"What if your butt-hole was in your armpit?"
I am he that aches with amorous love;
Does the earth gravitate? Does not all matter, aching, attract all matter?
So the Body of me, to all I meet, or know. - Walt Whitman
HER harks to where we are as a society. Theodore Twombly rides the subway home from work, and nearly every passenger is logged in to a variety of devices. Some have argued we've lost, or at least hindered our ability to converse face-to-face. I'm just as guilty as the next person. Moments of silence have been replaced by the clickety-clack of texts and emails being written. It's as if we dread the act of doing nothing. There's an apparent comfort in having that metallic weight in your hand.
Theo is the ultimate sad sack, and is more hopeless than romantic, seeking through his musical library, asking only to hear melancholic tunes. He was formerly married to Catherine (Rooney Mara), a childhood sweetheart. The union dissolved over time, as both failed to adapt to the other's wishes or hopes. He takes the split harder than his ex. Theodore sheepishly peeps at naked photos on his device, and frequents chatrooms while in bed, talking with various females with similar issues and bizarre fetishes. He eventually relents to a blind date, but his apprehension outweighs whatever emotion is felt. The night fizzles and he returns to his solitude.
His loneliness is cemented by his occupation as a personal card writer for those who can't express themselves. All day he writes beautiful words for complete strangers, an act that monopolizes his personal growth and expressiveness. He's talented, and receives praise from his boss, Paul (a typically goofy Chris Pratt), but like most of us, Theo is looking for something more. One night on the way home from work, he stops to watch a commercial about a new operating system, OS One. This OS is a new invention, filled with a form of artificial intelligence. It learns and adapts, and creates a unique personality with each purchaser.
"Samantha" is Theo's OS. In many languages Samantha means "listener," perfectly appropriate given Theo's needs. At first she sorts through his emails, and helps him navigate a video game. She soon evolves into something much more, becoming a friend and later, lover. We're told that Theo's interconnection is a common thing; relations are popping up all over the place. People are even dating other people's OSes.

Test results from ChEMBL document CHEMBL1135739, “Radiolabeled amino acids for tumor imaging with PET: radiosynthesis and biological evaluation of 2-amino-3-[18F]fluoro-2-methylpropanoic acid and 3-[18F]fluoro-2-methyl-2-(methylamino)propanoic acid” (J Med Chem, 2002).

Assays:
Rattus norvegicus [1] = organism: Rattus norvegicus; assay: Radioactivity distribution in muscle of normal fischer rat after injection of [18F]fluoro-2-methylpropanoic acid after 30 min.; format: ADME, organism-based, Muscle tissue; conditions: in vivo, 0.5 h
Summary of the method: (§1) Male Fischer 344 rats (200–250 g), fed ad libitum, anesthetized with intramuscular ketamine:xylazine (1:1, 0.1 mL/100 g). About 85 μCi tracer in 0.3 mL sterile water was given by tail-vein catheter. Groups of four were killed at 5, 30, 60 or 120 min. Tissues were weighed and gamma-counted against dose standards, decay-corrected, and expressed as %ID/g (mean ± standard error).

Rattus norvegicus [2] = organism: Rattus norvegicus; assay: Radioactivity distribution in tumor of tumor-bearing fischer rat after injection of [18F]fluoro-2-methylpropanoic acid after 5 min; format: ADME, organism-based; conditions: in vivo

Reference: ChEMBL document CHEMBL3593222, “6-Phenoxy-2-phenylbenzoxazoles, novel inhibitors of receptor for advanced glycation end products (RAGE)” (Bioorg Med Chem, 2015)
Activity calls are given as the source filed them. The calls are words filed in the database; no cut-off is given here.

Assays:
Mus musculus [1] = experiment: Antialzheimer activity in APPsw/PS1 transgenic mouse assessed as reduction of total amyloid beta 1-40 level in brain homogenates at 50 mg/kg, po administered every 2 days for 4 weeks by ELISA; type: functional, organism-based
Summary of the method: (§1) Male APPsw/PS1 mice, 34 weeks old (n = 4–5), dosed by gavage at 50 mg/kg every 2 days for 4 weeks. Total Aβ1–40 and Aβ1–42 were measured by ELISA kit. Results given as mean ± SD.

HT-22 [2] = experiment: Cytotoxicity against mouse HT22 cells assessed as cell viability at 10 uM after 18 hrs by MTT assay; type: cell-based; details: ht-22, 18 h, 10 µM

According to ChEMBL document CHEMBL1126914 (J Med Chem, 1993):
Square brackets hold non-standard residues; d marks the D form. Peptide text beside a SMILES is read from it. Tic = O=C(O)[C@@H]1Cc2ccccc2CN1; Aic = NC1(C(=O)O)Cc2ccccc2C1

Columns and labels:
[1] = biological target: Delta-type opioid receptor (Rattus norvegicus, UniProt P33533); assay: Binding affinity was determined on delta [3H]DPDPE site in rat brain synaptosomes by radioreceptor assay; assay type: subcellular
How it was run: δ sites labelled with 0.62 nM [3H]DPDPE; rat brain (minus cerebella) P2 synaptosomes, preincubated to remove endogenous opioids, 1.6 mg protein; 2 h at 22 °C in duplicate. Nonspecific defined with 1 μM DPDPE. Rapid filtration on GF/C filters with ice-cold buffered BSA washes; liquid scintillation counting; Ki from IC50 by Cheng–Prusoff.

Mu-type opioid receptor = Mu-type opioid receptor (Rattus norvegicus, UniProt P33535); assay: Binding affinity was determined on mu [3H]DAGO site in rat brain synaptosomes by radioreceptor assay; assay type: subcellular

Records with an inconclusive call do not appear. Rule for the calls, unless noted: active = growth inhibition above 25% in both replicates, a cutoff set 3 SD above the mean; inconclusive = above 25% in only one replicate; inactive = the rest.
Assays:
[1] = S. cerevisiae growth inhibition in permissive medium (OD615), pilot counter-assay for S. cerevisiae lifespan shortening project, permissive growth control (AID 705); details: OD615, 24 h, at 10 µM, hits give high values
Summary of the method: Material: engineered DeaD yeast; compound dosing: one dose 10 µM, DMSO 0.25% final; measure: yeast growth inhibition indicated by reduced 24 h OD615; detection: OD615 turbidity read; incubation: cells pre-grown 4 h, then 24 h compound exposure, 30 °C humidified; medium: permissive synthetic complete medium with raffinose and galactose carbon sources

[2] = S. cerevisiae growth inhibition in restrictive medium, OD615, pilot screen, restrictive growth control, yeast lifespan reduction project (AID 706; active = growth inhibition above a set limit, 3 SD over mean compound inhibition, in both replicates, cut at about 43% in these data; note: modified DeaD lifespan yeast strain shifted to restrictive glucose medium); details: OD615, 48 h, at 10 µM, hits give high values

On paper HER sounds preposterous, creepy even. Spike Jonze has the ideal amount of quirkiness and acumen to succeed with the material, however. His script sets a really wonderful stage, allowing us to join Theo and Samantha along their burgeoning road. She is bodiless, yes, but Theo feels her presence and so do we. Samantha is voiced by Scarlett Johansson, and her throaty delivery is a flawless vehicle for the role. It's really much more than seduction, though. She is playful and compassionate. It's neat to hear her character go through this journey. She too has a starting and finish line.
As well, it's difficult to see anyone else in the role of Theo other than Joaquin Phoenix. It's the innocence he's able to exude. After he and Samantha get acquainted, he brings her along on a variety of outings around Los Angeles, where the film takes place. In a cute touch, Theo safety pins his pocket to allow Samantha to "see" the world that he encounters. They spend an afternoon on the beach; another time at a fair. Theo holds Samantha (his device) at arm's length and starts spinning around. The two of them just break out into laughter, cracking up at their laissez-faire attitude. They share stories and secrets; Samantha draws Theo pictures on her diminutive screen. It's incredibly goofy at times, but it absolutely flows without ever toeing the line into mawkishness. I was happy to be invited into their lives for a short amount of time. Amazingly, Phoenix and Johansson were never on set together. Both were essentially acting alone: she read her lines off-site, while he spends the majority of his scenes talking to himself. The way they were able to come across so naturally is a real testament.
Jonze directed the film as well, the first time he's been behind the lens. HER is set in the near future, but not too far down the road where it should be called purely science fiction. Transportation and cityscape-wise, nothing has changed; in fact, the only noticeable remodeling is that no one wears belts any longer. Jonze's Los Angeles carries around an affectionate glow with it. It goes along with Theo's wardrobe, full of color. He is a creature of the city, but a reluctant one. He has resigned himself to pine until he finds a companion made from postmodern technology. A Hollywood love story in the City of Angels.
In a trade where the massive and brash are overly celebrated, HER quiets the noise. But for such a seemingly contained story, it travels to very vast places. It's assured in its reach, touching on topics of empathy and mortality. We don't choose who we love. Be it white, black, or a fancy apparatus with a sexy voice. Love and connection is what matters. They keep us from floating away into the ether. Theo and Samantha are each what the other needs, a symbiosis.